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Here's what's at stake for Trump, Clinton in the home stretch

Donald Trump
Mike Segar | Reuters
Donald Trump

That retching sound you heard Tuesday morning was Democrats across the nation waking up to the new CNN/ORC poll showing Donald Trump leading Hillary Clinton 45 percent to 43 percent in a general election matchup, a statistical deadlock just two months before Election Day.

Democrats are right to freak out given the big leads Clinton held after her convention in July. But it's just one poll. Clinton still holds a 3.3 percentage point lead in the Real Clear Politics average of polls. Still, even that is down from nearly 8 percentage points just a month ago.

There is no question the race tightened significantly since the conventions, as Trump consolidated some of the GOP vote and Clinton largely stayed off the trail to raise money instead of courting votes. But the fact remains that Clinton is a very strong favorite to win on Nov. 8. And the race was always likely tighten up just as it did in 2012 when Mitt Romney closed the gap on President Barack Obama.

The difference in 2016 is that Clinton, for now, is still up in the average of polls. After taking a solid early lead, Obama was deadlocked with Romney 46.8 percent to 46.8 percent on Sept. 5, 2012. Obama completely tanked the first debate in 2012 and Romney took a brief national lead and the race remained deadlocked going into Election Day. Then Obama won 332 electoral votes.

And that's why a brief freak out — which is arguably exactly what Democrats need to avoid complacency — should not lead to total panic. And among Clinton loyalists, there is little sign of panic because the Electoral College still tilts heavily in the Democratic nominee's favor.

Clinton's paths to 270 electoral votes are many while Trump's are few. Clinton can win without either Ohio or Florida as long as she wins Pennsylvania and a couple of the other remaining toss-up/leaner states, a group that includes Virginia, North Carolina, Nevada, Iowa and Wisconsin. If Clinton picks up Ohio or Florida, Trump pretty much has no chance.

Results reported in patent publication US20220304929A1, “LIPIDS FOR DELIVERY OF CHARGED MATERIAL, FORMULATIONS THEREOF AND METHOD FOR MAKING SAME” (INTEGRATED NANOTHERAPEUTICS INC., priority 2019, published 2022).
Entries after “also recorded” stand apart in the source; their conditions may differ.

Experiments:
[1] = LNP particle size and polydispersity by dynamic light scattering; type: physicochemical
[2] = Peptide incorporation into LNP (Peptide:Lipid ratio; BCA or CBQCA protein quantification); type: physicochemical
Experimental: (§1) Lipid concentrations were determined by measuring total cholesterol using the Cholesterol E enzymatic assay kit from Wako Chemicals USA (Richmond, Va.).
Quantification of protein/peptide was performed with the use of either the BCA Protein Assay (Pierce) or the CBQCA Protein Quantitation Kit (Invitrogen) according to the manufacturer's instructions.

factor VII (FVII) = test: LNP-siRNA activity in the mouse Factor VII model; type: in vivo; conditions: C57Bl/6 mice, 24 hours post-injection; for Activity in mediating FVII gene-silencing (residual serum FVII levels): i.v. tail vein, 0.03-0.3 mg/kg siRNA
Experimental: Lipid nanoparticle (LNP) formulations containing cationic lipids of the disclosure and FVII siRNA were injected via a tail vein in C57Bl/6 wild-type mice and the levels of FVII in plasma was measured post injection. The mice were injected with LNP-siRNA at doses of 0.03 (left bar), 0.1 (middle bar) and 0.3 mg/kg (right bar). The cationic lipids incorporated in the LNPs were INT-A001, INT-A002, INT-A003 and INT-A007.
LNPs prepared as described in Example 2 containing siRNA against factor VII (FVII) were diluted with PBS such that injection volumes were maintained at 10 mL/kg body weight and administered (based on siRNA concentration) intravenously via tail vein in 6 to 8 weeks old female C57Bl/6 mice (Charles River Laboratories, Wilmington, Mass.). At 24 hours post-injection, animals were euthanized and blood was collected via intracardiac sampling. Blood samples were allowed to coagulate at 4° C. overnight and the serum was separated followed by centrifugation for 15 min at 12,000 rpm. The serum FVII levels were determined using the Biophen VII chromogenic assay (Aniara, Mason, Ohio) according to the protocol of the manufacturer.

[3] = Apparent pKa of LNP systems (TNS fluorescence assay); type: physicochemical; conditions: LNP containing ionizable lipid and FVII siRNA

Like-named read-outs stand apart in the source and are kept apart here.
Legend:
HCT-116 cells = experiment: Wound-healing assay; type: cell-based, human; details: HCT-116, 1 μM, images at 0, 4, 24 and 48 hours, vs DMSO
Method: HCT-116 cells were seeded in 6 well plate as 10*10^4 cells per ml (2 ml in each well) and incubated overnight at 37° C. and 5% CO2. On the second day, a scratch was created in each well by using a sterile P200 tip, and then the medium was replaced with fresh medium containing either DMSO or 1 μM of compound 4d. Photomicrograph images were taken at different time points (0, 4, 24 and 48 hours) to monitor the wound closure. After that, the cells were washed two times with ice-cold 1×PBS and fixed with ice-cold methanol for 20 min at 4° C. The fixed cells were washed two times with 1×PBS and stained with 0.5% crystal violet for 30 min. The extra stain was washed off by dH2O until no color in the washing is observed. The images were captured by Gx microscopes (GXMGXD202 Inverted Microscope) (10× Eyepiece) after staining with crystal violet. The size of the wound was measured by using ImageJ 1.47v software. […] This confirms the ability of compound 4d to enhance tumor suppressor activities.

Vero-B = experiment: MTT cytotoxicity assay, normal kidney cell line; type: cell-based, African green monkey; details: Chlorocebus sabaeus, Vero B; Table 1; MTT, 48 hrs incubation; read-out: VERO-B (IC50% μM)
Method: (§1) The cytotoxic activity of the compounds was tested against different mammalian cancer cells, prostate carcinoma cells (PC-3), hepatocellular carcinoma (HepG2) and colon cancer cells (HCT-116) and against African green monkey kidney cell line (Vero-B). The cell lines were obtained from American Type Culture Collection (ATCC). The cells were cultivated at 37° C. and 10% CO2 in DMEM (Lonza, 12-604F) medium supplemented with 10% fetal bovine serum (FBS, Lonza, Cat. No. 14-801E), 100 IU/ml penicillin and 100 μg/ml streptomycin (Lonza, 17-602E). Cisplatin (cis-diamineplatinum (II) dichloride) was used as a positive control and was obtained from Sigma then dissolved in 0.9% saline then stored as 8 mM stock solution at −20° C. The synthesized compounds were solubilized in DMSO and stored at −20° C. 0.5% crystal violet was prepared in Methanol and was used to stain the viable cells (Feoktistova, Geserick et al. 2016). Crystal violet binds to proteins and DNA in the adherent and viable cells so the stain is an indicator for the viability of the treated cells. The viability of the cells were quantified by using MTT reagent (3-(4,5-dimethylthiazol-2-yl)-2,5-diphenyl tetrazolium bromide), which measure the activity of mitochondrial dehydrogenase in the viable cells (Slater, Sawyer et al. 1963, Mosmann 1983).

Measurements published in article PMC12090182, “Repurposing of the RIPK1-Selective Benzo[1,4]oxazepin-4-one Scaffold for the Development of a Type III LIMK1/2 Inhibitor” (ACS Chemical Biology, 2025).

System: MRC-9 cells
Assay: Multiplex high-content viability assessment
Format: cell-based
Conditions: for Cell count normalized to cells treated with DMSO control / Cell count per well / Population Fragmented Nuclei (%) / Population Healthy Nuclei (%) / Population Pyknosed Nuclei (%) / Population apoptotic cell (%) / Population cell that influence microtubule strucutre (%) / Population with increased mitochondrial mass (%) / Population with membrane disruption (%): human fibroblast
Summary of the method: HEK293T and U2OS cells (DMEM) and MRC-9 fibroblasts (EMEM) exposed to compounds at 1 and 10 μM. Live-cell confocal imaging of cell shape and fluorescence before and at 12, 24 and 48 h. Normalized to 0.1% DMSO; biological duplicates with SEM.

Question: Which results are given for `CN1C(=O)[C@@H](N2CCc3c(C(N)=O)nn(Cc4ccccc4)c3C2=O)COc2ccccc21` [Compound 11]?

The Trump campaign claims it can win without Pennsylvania but it's very hard to see how. If the GOP nominee loses the Keystone State (where he trails by nearly 7 points), he could win Ohio, Florida, North Carolina, Iowa, Nevada and Arizona and STILL lose 272-265 in the electoral college.

Trump, who attempted an impossible dance on immigration over the last week, is likely to drop Colorado and New Mexico in part over his stance on the issue. The white, non-college-educated voters who gobble up Trump's talk on immigrants and Muslims just don't make up enough of the electorate in key swing states to deliver a win.

And Trump could do extraordinarily well with white male voters in a state like Pennsylvania and still lose by a significant margin due to his weakness in urban areas and the well-educated suburbs where many Republicans, especially women, are uncomfortable with his candidacy.

The New York Times' Upshot project has the likelihood of a Clinton win at 84 percent. The Upshot also has an interactive chart that shows if Clinton and Trump win where they are expected to win and 10 states remain up for grabs, Clinton has 1,023 paths to victory while Trump has … one.

It's not that national polls don't matter. A candidate with a solid national lead is very likely to win. But a race that is deadlocked nationally tends to suggest the Democrat will win given the party starts with a safe base of 229 electoral votes to just 154 for Republicans. That means Clinton just needs to add a few states to win. If she takes Pennsylvania (where she's up by 7), Virginia (up by 5) and Wisconsin (up by 5), she wins. Any other states would just pad the electoral college margin.

To win these states, Clinton can rely on her large money and organizing advantage. She needs to be strong in the debates but she doesn't need overwhelming performances to win. Trump, by contrast, needs to have dominant debate performances, create a turnout machine that doesn't currently exist and then run the table in the swing states.

Trump could do all that but nothing that's happened so far suggests that he will. He'll have to instead hope for more damaging information to come out about Clinton's email or Clinton Foundation connections. And he's got his own foundation problem — arguably much worse than Clinton's — with reporting on the illegal $25,000 contribution his charitable organization made to Florida Attorney General Pam Bondi, who then decided against bringing a case against Trump University.

The bottom line is that Trump at the moment is at least succeeding in making the 2016 campaign resemble something close to a normal presidential race. The problem for him is that Republicans now lose normal presidential elections and he is likely to be no different.


—Ben White is Politico's chief economic correspondent and a CNBC contributor. He also authors the daily tip sheet Politico Morning Money [politico.com/morningmoney]. Follow him on Twitter @morningmoneyben.